there are 5 posts from May 2010

May 27, 2010

the ipad really is the family computer

Back in January I wrote this about iPad after the announcement:

It looks like a great machine to travel from the living room to the kitchen to the kids room to the bedroom. We'll search the web on it, read the news on it, the kids will do email on it, play Brushes and Bejeweled on it, and it'll be the perfect complement to the Sunday afternoon TV football ritual. We'll use it to control the music in the house, and do some quick bet-settling during dinner. I'm sure we'll eventually enjoy some multiplayer "board" games on it, or read a book on it, or watch a TV show on it. And the kids will argue with each other over who gets it next. (Dad will.)

While we haven't found any good "board" games, this is pretty much how it's turned out. Self-select bias is at play here, obviously, since that's what I bought it for, but it's nice to see others using it the same way. Fred Wilson blogs today...

We use it for our sonos remote, to do crossword puzzles, play games, pull up menus to order in, read techmeme and hacker news, and watch the occasional youtube video. It's replaced our kitchen computer on our kitchen countertop. It's become a member of our family. And when visitors come over, they love to use it. It's great at a party.

He's right, it is great at a party! But vodka's still better.

May 27, 2010

dear mr. keillor: U R 2 1derful

Garrison Keillor comes to the shocking realization that unlike the kids of Lake Wobegon, writers are no longer above average.

And if you want to write, you just write and publish yourself. No need to ask permission, just open a Web site. And if you want to write a book, you just write it, send it to or BookSurge at Amazon or PubIt or ExLibris and you’ve got yourself an e-book. No problem. And that is the future of publishing: 18 million authors in America, each with an average of 14 readers, eight of whom are blood relatives. Average annual earnings: $1.75.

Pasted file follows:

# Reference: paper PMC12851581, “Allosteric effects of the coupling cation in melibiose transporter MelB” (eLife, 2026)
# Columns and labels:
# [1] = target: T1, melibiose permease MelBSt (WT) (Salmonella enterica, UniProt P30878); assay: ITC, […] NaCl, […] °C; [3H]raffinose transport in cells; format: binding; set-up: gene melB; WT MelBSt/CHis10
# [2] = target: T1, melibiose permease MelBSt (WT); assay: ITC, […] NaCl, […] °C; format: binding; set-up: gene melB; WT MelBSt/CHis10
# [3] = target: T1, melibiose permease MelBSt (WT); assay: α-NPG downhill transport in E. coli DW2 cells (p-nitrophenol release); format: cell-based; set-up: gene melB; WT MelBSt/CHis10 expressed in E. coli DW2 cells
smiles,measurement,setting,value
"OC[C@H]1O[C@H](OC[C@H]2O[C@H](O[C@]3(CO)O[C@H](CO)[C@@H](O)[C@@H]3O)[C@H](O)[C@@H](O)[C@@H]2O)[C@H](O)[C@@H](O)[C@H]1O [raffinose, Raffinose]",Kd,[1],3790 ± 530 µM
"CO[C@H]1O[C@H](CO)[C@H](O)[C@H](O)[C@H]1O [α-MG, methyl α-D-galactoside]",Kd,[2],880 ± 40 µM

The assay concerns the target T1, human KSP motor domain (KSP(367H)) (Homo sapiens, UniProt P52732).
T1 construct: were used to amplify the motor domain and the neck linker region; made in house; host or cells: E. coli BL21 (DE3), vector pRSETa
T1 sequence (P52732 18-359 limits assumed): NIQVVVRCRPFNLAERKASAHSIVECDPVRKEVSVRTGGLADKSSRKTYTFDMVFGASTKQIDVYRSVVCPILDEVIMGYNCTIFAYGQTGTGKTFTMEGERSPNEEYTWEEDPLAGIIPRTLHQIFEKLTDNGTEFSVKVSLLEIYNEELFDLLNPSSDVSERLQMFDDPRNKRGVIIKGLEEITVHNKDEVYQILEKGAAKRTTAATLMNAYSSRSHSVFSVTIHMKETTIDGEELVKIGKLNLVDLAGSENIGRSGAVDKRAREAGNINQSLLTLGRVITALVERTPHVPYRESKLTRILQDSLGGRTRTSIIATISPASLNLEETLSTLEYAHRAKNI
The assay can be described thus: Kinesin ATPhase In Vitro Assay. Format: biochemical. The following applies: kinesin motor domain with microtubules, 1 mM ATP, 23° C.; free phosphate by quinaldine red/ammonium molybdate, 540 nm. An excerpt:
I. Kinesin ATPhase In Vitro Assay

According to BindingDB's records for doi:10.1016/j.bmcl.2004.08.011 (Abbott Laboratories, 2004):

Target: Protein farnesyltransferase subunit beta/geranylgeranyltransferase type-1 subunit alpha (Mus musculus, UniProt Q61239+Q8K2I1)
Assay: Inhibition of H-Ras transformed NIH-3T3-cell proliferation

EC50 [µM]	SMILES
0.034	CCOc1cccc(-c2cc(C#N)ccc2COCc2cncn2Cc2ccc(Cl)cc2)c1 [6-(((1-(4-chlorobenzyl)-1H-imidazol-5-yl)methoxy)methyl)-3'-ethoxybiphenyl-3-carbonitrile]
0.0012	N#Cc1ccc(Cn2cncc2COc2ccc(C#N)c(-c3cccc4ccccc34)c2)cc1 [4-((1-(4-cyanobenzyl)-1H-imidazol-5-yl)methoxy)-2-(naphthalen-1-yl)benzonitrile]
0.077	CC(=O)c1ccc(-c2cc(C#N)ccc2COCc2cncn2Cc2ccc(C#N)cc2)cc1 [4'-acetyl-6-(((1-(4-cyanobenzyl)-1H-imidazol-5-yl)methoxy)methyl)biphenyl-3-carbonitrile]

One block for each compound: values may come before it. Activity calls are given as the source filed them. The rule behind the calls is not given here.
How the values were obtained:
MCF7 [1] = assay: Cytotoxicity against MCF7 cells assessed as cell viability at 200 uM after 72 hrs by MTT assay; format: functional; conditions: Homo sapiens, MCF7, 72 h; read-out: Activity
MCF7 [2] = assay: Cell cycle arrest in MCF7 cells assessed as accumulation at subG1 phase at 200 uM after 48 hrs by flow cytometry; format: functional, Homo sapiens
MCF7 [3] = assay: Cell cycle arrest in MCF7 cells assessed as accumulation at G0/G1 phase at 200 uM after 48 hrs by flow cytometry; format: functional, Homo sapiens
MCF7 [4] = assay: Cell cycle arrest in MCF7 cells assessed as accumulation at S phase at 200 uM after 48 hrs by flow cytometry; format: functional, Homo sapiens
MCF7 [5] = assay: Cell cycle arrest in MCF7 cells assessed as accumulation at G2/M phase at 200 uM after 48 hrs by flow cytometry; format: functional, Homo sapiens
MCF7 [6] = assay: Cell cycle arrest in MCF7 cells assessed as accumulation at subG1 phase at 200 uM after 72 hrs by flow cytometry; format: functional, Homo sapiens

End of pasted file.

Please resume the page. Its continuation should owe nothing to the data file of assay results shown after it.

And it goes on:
Every sentence in this paragraph fills me with joy.

May 26, 2010

sports grid

Rex Sorgatz (for Dan Abrams) launches Sports Grid, which I think could be (inadequately, narrow-mindedly) pitched as "ESPN meets The Awl."

Our goal is a simple one: to cover the culture of sports and entertainment, as well as the media personalities who talk and write about it, in a fun, compelling and easy to consume way. Perhaps more importantly, we also aim to objectively rank the legions of participants of our favorite pastimes by tracking who is – at any given moment – receiving the most “buzz” from his or her actions on and off the field.

Theory: Sports Grid is a bet to build a future home for Bill Simmons, whose contract with ESPN is up this summer. In the sports media world, he's the free agent that matters. Which I now know for a fact, thanks to the Sports Grid Power Grid for writers.

May 20, 2010

facebook tv

Currently connected to the flatscreen TV in the living room: one cable box from Comcast, one Apple TV, one Wii and one Blu-Ray player with integrated Netflix subscription. We're not lacking for widescren entertainment options.

search on google tv

If Google TV is going to have a shot at displacing one of those boxes (or even joining them and their mess of cabling) it's going to have to do something radically better. And I'm not quite sure a search box interface is it. I don't have problems finding things I already know I want to watch. I do have a problem discovering things I should be watching that I didn't know about before. And in my mind that's a social problem, not a search problem.

Thought experiment: what if tomorrow Facebook announced Facebook TV? Would their default UI -- a stream of recommended items from your friends -- be more or less compelling than Google's search box?

May 03, 2010

lust removed from nature

Over the weekend I discovered Popular Highlights magically appearing in the book I was reading on my "Kindle."[1] As widely reported, Amazon is collating the highlighting activity of its readers, and making that activity visible to readers on the Kindle...and on the web. So now you can satisfy that previously impossible-to-satisfy desire to know the most popular highlighted passage in Dan Brown's Lost Symbol, or Randy Pausch's The Last Lecture, or Joshua Ferris' The Unnamed.

Or this one from Don DeLillo's White Noise:

This is the whole point of technology. It creates an appetite for immortality on the one hand. It threatens universal extinction on the other. Technology is lust removed from nature.

Welcome to the future.

[1] Where "Kindle" = Kindle app on the iPhone and iPad, the combination of which is absolutely unstoppable. Anyone interested in a first gen Kindle Kindle? Make me an offer.